A Broken Toy & Ways To Help A Child Manage Loss

Black text next to an image of a dinosaur A Broken Toy

The speedometer was flickering between 27 and 29, it was raining and we were driving home.

The radio was murmuring quietly. I was paying attention to not putting my car into the wrong gear and discussing what food ninja turtles would best like to eat, pizza or chocolate cake. The conversation yo-yoed as it does when you are talking to a mini person with the attention span of a moth. All of a sudden my little boy sighed and said in a small voice that made my heart tremble,

‘I miss Ra-Ra.’

Ra-Ra was a dinosaur toy he was given for his second birthday, it was half the size of him with eyes that glowed red when it roared.

It roared A LOT and scared Leo at first.

Toys with sounds are on my top ten list of things that give me stress wrinkles. Ra-Ra and Leo did everything together; they watched TV, they went to the park and Ra-Ra was force fed spaghetti hoops because he was a ‘kind’ dinosaur. A few months ago when trying to figure out where the batteries lived Leo broke him.

Children’s experience of the scale of a loss may appear illogical to an adult…He lay on the floor for 45 minutes and did not sleep that night. We talked about how he felt, I encouraged him to label his emotions; his tummy was ‘angry and crying’. A child who is dealing with loss has many of the same feelings and needs that we do, but because they are a child have far fewer resources and abilities to cope with feelings than we have.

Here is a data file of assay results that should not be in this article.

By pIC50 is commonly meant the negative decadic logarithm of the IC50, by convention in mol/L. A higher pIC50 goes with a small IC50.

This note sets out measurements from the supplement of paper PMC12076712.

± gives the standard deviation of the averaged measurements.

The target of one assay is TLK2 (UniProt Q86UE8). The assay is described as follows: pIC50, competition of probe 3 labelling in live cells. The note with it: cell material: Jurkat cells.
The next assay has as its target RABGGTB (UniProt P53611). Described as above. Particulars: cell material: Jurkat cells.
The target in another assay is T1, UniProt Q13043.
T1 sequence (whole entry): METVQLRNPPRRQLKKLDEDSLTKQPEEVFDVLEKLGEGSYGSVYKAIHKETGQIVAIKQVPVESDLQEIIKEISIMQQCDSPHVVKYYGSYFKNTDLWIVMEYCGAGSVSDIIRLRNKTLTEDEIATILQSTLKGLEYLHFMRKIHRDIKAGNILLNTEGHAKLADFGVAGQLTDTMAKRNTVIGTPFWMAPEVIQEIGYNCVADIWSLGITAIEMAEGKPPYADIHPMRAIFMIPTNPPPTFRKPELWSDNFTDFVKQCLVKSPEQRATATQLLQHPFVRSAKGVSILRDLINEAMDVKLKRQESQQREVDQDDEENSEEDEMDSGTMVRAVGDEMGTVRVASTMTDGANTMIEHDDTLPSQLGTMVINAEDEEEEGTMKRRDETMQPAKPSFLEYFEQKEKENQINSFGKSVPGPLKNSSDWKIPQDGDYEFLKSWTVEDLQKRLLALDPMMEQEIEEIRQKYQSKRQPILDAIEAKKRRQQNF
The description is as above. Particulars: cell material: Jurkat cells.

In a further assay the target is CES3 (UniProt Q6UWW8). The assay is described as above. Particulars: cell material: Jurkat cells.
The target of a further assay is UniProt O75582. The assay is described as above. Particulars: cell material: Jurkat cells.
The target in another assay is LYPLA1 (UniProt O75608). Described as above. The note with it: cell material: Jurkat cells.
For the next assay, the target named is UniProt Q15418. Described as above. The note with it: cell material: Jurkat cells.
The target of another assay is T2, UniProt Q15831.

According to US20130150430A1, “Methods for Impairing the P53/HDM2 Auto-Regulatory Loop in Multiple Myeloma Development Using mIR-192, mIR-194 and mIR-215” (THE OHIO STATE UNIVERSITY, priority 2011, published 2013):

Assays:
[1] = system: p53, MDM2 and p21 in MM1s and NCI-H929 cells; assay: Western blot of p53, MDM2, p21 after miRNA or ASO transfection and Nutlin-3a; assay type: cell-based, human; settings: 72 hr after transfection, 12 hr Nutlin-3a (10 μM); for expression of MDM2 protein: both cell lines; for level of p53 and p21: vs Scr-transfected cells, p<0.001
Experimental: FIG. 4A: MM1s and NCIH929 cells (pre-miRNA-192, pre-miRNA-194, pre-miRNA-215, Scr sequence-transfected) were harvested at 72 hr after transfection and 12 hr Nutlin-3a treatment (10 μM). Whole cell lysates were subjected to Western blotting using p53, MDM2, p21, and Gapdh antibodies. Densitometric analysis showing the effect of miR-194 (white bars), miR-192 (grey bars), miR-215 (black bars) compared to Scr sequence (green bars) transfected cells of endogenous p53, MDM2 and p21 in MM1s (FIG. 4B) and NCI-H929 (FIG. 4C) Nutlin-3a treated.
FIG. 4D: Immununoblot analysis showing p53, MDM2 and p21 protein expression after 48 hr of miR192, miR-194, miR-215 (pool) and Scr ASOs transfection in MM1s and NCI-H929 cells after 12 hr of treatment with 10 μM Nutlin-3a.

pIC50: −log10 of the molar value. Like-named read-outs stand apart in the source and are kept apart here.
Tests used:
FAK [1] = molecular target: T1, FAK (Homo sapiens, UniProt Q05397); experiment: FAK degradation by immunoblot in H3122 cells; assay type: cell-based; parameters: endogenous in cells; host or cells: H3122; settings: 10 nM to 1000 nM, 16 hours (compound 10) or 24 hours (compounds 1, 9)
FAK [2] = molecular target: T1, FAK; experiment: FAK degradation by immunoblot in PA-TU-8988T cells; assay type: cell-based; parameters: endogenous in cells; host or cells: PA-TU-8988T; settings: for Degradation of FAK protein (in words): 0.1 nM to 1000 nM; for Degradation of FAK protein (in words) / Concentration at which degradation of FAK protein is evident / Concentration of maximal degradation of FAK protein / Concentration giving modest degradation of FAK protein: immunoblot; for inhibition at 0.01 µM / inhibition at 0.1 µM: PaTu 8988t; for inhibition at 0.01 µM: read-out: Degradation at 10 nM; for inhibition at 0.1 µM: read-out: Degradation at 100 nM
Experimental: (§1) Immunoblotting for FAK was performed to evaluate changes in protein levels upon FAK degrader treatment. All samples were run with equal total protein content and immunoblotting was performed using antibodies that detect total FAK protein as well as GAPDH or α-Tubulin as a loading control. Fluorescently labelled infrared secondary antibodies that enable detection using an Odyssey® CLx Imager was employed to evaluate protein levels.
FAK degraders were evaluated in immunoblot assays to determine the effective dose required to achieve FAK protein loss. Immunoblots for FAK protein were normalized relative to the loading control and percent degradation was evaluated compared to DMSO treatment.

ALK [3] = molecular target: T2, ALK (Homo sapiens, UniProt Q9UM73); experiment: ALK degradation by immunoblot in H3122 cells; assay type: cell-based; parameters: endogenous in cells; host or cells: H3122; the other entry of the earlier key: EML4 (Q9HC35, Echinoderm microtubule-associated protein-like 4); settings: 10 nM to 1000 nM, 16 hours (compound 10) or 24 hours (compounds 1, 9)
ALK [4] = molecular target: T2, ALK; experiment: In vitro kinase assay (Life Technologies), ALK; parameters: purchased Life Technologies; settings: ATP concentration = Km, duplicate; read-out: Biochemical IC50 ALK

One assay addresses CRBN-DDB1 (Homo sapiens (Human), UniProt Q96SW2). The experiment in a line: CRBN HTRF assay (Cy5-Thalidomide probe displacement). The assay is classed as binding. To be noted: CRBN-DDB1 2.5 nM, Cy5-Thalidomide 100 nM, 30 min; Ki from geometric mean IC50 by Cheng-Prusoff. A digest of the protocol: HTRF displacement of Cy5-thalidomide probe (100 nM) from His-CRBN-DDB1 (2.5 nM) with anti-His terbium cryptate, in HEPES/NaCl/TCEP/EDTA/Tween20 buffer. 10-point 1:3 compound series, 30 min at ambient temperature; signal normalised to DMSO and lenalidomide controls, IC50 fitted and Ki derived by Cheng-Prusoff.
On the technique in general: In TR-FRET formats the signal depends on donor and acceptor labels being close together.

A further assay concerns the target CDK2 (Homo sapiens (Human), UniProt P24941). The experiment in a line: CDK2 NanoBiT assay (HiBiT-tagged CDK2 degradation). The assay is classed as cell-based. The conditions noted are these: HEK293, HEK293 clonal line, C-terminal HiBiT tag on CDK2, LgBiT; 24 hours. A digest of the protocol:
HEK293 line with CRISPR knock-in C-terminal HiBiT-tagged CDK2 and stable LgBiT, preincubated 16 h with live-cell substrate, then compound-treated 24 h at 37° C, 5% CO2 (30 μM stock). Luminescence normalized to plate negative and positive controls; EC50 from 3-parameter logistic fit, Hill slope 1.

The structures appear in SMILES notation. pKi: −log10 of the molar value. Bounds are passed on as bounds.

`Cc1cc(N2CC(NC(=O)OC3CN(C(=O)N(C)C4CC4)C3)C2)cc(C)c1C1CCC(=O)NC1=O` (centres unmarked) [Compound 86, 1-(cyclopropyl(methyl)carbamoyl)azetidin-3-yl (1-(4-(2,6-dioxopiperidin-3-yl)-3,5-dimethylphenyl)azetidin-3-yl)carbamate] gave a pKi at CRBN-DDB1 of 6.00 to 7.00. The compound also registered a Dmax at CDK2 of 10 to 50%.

It’s up to us to provide them.

Close up photo of a red stegasurus back

I could not fix it and Ra-Ra lived on top of the dresser waiting for the ‘dinosaur doctor’ (Attenborough?!). We moved house, the dresser shelf became empty and Ra-Ra took a one way trip to the recycling centre.

Any form of change or loss can be unsettling for young children but Leo had not mentioned him since and I thought we were safe. Rookie mistake.

‘I broke him and now I miss him.’

Acknowledging their little feelings are so important…I turned off the radio and put on my soft mummy voice, the voice that will instantly settle a little one, will reassure and comfort them, like a warm blanket in winter. Affection and security.

Photo of a toddler sitting with a brown teddy next to him.